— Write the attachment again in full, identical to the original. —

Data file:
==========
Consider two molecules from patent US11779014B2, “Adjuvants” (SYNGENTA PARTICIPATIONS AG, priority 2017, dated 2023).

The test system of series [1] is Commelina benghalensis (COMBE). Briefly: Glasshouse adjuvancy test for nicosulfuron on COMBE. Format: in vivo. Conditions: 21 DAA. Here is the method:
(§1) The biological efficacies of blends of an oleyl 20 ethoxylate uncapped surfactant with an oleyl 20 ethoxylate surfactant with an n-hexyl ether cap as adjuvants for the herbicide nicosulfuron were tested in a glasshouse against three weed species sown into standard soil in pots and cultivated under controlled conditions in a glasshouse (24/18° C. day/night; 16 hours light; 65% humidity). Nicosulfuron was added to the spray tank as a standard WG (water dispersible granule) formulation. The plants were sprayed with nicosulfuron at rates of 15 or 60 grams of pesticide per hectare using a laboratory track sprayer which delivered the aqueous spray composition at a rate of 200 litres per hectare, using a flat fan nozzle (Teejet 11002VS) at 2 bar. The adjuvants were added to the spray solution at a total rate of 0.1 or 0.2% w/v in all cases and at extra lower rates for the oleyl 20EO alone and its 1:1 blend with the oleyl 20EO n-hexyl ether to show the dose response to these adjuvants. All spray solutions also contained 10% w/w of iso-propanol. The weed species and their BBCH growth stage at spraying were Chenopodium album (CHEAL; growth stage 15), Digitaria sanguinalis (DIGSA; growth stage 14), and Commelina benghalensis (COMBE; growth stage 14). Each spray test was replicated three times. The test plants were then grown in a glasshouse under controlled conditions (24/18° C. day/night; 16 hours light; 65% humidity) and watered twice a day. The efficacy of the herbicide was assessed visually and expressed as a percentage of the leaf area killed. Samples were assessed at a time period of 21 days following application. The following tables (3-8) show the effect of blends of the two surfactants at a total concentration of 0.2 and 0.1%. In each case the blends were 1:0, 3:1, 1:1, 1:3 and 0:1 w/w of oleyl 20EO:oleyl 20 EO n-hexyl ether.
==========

Consider two molecules from patent US11779014B2, “Adjuvants” (SYNGENTA PARTICIPATIONS AG, priority 2017, dated 2023).

The test system of series [1] is Commelina benghalensis (COMBE). Briefly: Glasshouse adjuvancy test for nicosulfuron on COMBE. Format: in vivo. Conditions: 21 DAA. Here is the method:
(§1) The biological efficacies of blends of an oleyl 20 ethoxylate uncapped surfactant with an oleyl 20 ethoxylate surfactant with an n-hexyl ether cap as adjuvants for the herbicide nicosulfuron were tested in a glasshouse against three weed species sown into standard soil in pots and cultivated under controlled conditions in a glasshouse (24/18° C. day/night; 16 hours light; 65% humidity). Nicosulfuron was added to the spray tank as a standard WG (water dispersible granule) formulation. The plants were sprayed with nicosulfuron at rates of 15 or 60 grams of pesticide per hectare using a laboratory track sprayer which delivered the aqueous spray composition at a rate of 200 litres per hectare, using a flat fan nozzle (Teejet 11002VS) at 2 bar. The adjuvants were added to the spray solution at a total rate of 0.1 or 0.2% w/v in all cases and at extra lower rates for the oleyl 20EO alone and its 1:1 blend with the oleyl 20EO n-hexyl ether to show the dose response to these adjuvants. All spray solutions also contained 10% w/w of iso-propanol. The weed species and their BBCH growth stage at spraying were Chenopodium album (CHEAL; growth stage 15), Digitaria sanguinalis (DIGSA; growth stage 14), and Commelina benghalensis (COMBE; growth stage 14). Each spray test was replicated three times. The test plants were then grown in a glasshouse under controlled conditions (24/18° C. day/night; 16 hours light; 65% humidity) and watered twice a day. The efficacy of the herbicide was assessed visually and expressed as a percentage of the leaf area killed. Samples were assessed at a time period of 21 days following application. The following tables (3-8) show the effect of blends of the two surfactants at a total concentration of 0.2 and 0.1%. In each case the blends were 1:0, 3:1, 1:1, 1:3 and 0:1 w/w of oleyl 20EO:oleyl 20 EO n-hexyl ether.